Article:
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News from NCI
  • Black and white microscope image of human lymphocyte, which appears as a white ball with tendrils branching off from the surface.
    NIH study uncovers likely role of major cancer protein
    NIH Press Release

    (Posted: 09/27/2012) - Scientists may have discovered why a protein called MYC can provoke a variety of cancers. Like many proteins associated with cancer, MYC helps regulate cell growth. A study carried out by researchers at NIH and colleagues found that, unlike many other cell growth regulators, MYC does not turn genes on or off, but instead boosts the expression of genes that are already turned on.

  • Microscopic view of breast cancer cells with cell nuclei stained blue and dots responding to overproduction of the HER2 protein lit up in bright red
    Study reveals genomic similarities between breast and ovarian cancers
    NIH Press Release

    (Posted: 09/24/2012) - A new study from The Cancer Genome Atlas captured a complete view of genomic alterations in breast cancer and classified them into four intrinsic subtypes, one of which shares many genetic features with high-grade serous ovarian cancer. Depicted are breast cancer cells with the HER2 protein, which can trigger cell growth responses, lit up in bright red. (Photo credit: NIST)

  • Head shot color photo of NCI director Harold Varmus
    What Impedes Cancer Research?: NCI Director Harold Varmus to address National Press Club
    Press Opportunity

    (Posted: 09/21/2012) - The barriers that impede greater and faster progress against cancer include the inherent biological properties of tumors; the difficulties of developing new ways to prevent, diagnose and treat cancers; and economic and social factors that slow the nation’s cancer research efforts

  • Kidneys and adrenal glands in cartoon illustration
    Rare cancers yield potential source of tumor growth
    NIH Press Release

    (Posted: 09/17/2012) - Researchers at the National Institutes of Health have discovered a genetic mutation that appears to increase production of red blood cells in tumors. The discovery, based on analysis of tissue from rare endocrine tumors, may help clarify how some tumors generate a new blood supply to sustain their growth, the researchers explained.

  • Box of colored bars, depicting genes identified by TCGA for association with methylation (blue) or mutation (purple) in squamous lung cancer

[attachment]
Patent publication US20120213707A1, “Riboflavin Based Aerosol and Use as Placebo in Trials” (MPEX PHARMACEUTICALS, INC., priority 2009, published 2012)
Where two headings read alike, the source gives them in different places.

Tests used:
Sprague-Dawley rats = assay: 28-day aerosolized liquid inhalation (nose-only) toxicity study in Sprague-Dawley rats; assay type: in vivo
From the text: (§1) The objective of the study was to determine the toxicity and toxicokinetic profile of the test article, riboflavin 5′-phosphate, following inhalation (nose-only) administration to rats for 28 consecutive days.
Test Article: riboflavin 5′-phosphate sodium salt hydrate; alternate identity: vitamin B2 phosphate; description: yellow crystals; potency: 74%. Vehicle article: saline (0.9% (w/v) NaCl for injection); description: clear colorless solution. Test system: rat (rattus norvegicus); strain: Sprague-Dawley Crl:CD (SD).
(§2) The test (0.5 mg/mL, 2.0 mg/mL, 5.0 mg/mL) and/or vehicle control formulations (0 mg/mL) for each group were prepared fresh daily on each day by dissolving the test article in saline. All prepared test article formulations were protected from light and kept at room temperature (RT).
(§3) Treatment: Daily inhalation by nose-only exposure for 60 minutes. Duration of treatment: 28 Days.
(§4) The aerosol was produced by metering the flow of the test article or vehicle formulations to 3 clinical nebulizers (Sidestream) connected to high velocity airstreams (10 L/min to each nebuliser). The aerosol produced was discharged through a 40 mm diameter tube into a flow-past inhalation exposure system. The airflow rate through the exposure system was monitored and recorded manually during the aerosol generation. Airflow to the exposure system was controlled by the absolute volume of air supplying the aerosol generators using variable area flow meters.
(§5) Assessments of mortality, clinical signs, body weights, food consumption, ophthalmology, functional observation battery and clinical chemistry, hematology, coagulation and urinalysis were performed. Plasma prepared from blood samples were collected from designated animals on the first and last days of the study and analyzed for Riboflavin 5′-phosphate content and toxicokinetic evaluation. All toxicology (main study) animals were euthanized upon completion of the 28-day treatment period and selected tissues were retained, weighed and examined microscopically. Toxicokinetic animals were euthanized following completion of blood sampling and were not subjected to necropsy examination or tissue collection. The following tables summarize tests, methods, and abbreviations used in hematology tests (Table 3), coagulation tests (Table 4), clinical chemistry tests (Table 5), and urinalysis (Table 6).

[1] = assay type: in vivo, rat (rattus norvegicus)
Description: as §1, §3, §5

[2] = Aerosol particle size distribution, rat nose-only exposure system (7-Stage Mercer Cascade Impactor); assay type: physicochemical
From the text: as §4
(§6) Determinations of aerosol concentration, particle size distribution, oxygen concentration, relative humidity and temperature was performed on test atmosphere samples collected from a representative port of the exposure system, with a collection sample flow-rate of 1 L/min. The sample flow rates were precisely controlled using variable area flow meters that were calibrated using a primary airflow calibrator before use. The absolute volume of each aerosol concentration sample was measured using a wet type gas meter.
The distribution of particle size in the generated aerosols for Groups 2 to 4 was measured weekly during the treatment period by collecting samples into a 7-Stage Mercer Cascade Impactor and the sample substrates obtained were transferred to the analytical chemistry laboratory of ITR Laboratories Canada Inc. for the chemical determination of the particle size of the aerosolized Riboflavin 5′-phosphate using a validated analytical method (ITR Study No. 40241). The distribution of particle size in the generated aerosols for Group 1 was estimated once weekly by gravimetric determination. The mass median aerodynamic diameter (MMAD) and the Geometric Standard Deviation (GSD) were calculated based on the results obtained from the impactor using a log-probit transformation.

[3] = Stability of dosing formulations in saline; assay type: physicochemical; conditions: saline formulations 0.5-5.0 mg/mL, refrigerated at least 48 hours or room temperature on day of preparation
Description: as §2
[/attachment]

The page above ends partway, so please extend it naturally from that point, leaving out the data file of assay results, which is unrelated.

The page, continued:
TCGA discovers potential therapeutic targets for lung squamous cell carcinoma
    NCI Press Release

    (Posted: 09/10/2012) - After sequencing the genomes of nearly 200 patients, researchers from The Cancer Genome Atlas initiative have identified potential therapeutic targets in lung squamous cell carcinoma, the second most common form of lung cancer. In the image above, squamous lung cancer subtypes are grouped into four columns. The horizontal rows depict genes identified by TCGA and how they differ by subtype.

  • Microscopic view of prostate cancer cells, stained purple and red, with red showing where Schlafen-11 is located in the nucleus
    Gene identified that sensitizes cancer cells to chemotherapy drugs
    NCI News Note

    (Posted: 08/27/2012) - NCI scientists have found that a gene, Schlafen-11 (SLFN11), sensitizes cells to substances known to cause irreparable damage to DNA.  As part of their study, the researchers used a repository of 60 cell types to identify predictors of cancer cell response to classes of DNA damaging agents, widely used as chemotherapy treatments for many cancers.

  • cell plate with small wells hold pink liquid
    The NCI-60: Assessing drug effectiveness
    Backgrounder

    (Posted: 08/27/2012) - For decades, lead compounds were tested principally in mice. The downsides were time, expense, and limited accuracy. Enter NCI’s In Vitro Cell Line Screening Project, better known as the NCI-60, a protocol that makes it possible to analyze the anti-cancer properties of a compound in human tumor samples from 60 different cell cultures, sometimes referred to as lines, representing several different types of cancer.

  • Blond woman physician in white lab coat examines two digital mammogram images on side-by-side flat screen monitors
    Breast cancer patients with high density mammograms do not have increased risk of death
    NCI Press Release

    (Posted: 08/20/2012) - High mammographic breast density, which is a marker of increased risk of developing breast cancer, does not seem to increase the risk of death among breast cancer patients, according to a study led by Gretchen L. Gierach, Ph.D., NCI. In the image above, a physician examines a digital mammogram of a dense breast and points to a potential tumor.

  • Salmonella typhi is a bacteria associated with some gallbladder cancers. Credit: CDC
    Microbes within our bodies may cause or contribute to cancer
    Backgrounder

    (Posted: 08/15/2012) - Are microbes the likes of bacteria and viruses helpful or hurtful? Do microbes affect each of us differently? Because these questions are still unanswered in several areas of science, researchers are beginning to pay much more attention to these tiny, mostly microscopic, life forms.

  • Burkitt lymphoma cells stained purple
    NIH study shows Burkitt lymphoma is molecularly distinct from other lymphomas
    NCI Press Release

    (Posted: 08/13/2012) - Scientists have uncovered a number of molecular signatures in Burkitt lymphoma, including unique genetic alterations that promote cell survival, that are not found in other lymphomas. These findings provide the first genetic evidence that Burkitt lymphoma is a cancer fundamentally distinct from other types of lymphoma.

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